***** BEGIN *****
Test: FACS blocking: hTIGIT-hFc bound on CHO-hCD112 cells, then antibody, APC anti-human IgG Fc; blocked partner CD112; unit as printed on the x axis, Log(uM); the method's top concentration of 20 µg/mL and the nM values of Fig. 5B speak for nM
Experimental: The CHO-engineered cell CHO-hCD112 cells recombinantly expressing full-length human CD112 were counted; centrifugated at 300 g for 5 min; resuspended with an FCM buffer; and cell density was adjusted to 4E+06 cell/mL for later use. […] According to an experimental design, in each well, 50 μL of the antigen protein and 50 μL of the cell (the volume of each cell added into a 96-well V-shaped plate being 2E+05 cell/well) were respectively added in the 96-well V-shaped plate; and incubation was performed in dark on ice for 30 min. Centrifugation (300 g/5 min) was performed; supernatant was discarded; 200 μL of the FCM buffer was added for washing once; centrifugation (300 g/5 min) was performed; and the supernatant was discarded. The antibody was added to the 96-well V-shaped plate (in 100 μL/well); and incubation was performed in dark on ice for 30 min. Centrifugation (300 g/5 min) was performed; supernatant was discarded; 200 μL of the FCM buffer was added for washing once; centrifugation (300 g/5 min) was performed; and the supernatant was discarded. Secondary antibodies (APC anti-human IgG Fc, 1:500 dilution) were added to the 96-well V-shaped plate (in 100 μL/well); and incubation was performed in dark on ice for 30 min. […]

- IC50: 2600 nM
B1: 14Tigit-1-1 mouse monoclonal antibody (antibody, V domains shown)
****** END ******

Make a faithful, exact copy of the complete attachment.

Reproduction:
Test: FACS blocking: hTIGIT-hFc bound on CHO-hCD112 cells, then antibody, APC anti-human IgG Fc; blocked partner CD112; unit as printed on the x axis, Log(uM); the method's top concentration of 20 µg/mL and the nM values of Fig. 5B speak for nM
Experimental: The CHO-engineered cell CHO-hCD112 cells recombinantly expressing full-length human CD112 were counted; centrifugated at 300 g for 5 min; resuspended with an FCM buffer; and cell density was adjusted to 4E+06 cell/mL for later use. […] According to an experimental design, in each well, 50 μL of the antigen protein and 50 μL of the cell (the volume of each cell added into a 96-well V-shaped plate being 2E+05 cell/well) were respectively added in the 96-well V-shaped plate; and incubation was performed in dark on ice for 30 min. Centrifugation (300 g/5 min) was performed; supernatant was discarded; 200 μL of the FCM buffer was added for washing once; centrifugation (300 g/5 min) was performed; and the supernatant was discarded. The antibody was added to the 96-well V-shaped plate (in 100 μL/well); and incubation was performed in dark on ice for 30 min. Centrifugation (300 g/5 min) was performed; supernatant was discarded; 200 μL of the FCM buffer was added for washing once; centrifugation (300 g/5 min) was performed; and the supernatant was discarded. Secondary antibodies (APC anti-human IgG Fc, 1:500 dilution) were added to the 96-well V-shaped plate (in 100 μL/well); and incubation was performed in dark on ice for 30 min. […]

- IC50: 2600 nM
B1: 14Tigit-1-1 mouse monoclonal antibody (antibody, V domains shown)